The state cannot prove its case by relying on inferences to be drawn from an absence of evidence that it failed to establish at trial. On point in that regard is our opinion in State v. Nuzman, 194 Or App 351, 95 P3d 252 (2004). In that case, the issue was the sufficiency of the evidence to show that the defendant had failed to pay child support "without lawful excuse." Id. at 353. The state asserted that the record was sufficient because the fact that the defendant was not incarcerated and was not on public assistance during the period of nonpayment gave rise to an inference that he was capable of earning wages at the time. Id. at 356. We noted that, even assuming that such facts could support the inference, the problem was that there was no evidence one way or the other that the defendant was not on public assistance and not incarcerated. Id. The state insisted that there was no evidence that the defendant was incarcerated, and so it was permissible to infer that he was not. Id. We rejected the contention, holding that there were no facts in the record from which to draw any such inferences. Id.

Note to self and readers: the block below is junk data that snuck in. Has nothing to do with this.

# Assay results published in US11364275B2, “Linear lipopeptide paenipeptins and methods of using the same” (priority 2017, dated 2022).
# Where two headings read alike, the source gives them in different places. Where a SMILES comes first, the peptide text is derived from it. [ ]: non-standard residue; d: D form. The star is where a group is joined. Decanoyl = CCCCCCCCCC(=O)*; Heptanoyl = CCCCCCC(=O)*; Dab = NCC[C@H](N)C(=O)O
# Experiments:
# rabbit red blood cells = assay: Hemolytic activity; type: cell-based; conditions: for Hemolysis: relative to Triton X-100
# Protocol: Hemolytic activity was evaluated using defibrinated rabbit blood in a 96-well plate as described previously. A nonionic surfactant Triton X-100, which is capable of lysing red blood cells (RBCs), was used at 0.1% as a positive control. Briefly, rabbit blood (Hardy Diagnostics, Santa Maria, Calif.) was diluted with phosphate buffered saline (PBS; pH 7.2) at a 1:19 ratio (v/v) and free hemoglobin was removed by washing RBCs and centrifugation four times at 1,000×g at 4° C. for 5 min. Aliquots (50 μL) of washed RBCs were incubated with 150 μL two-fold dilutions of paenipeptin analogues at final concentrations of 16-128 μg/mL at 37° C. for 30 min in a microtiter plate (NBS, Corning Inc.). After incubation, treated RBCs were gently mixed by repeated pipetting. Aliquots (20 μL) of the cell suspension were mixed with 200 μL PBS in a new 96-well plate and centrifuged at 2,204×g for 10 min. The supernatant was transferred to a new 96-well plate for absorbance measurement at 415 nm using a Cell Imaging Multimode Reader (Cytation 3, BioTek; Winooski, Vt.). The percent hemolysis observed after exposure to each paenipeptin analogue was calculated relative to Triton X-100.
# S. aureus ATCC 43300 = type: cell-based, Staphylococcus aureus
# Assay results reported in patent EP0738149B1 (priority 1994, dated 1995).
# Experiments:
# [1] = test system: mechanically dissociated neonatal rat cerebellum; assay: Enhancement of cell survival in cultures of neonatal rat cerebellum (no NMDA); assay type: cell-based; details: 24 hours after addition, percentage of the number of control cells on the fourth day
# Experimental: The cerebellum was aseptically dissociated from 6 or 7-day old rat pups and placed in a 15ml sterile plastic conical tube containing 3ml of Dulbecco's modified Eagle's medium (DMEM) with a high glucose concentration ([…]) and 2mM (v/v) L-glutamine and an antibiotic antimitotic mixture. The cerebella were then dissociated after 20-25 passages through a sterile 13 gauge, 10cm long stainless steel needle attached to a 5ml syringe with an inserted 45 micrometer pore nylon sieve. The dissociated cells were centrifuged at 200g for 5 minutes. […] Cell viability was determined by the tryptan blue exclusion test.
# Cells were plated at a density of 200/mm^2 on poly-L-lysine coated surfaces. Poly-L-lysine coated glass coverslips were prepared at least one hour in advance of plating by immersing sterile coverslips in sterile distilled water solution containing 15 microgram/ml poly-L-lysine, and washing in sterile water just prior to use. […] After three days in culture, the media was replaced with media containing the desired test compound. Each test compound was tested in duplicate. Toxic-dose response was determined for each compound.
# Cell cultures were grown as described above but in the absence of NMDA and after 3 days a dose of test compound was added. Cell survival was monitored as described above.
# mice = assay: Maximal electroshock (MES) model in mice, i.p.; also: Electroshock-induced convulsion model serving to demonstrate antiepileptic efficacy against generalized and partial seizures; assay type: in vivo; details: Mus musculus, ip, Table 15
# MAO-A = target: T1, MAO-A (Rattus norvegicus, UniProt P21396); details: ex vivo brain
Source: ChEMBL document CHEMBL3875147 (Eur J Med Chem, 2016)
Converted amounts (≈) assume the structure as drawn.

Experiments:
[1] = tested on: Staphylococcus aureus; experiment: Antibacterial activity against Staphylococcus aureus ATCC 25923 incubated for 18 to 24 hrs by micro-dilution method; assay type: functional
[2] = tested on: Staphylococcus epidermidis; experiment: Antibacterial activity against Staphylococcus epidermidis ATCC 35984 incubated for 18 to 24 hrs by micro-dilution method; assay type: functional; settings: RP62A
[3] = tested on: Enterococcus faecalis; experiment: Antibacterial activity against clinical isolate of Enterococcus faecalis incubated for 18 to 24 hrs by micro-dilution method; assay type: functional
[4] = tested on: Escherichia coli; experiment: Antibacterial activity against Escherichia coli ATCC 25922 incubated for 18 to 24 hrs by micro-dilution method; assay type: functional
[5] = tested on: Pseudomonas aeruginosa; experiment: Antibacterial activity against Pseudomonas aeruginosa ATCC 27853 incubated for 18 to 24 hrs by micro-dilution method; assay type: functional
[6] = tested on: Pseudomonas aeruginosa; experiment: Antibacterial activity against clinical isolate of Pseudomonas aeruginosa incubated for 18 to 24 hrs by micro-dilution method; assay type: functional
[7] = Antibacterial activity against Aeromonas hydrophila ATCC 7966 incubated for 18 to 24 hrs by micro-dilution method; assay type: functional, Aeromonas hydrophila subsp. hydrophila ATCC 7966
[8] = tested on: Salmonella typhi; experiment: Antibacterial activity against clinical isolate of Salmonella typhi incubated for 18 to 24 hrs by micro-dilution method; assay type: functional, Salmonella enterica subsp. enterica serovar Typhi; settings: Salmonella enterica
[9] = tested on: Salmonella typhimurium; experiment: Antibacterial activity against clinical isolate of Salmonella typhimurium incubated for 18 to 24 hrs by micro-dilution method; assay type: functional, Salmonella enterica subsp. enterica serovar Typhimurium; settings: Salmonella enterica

The same is true of the state's reliance in this case on the absence of evidence about the details of the car rental transaction. We are left, then, with evidence that (1) defendant pulled over when he was followed by a police officer; (2) he was driving a car that had been reported stolen; and (3) he told the arresting officer that he had rented the car from a stranger for $50. The state identifies no other evidence relevant to defendant's knowledge, and we are aware of none. Arguably, the evidence is sufficient to permit a rational factfinder to find beyond a reasonable doubt that defendant should have known that something was not right about the rental arrangement. But, even viewing that evidence in the light most favorable to the state, it is simply insufficient to permit a finding beyond a reasonable doubt that defendant actually knew that the car was stolen and that he did not have the consent of the owner to drive it. Defendant's motion for a judgment of acquittal should have been granted.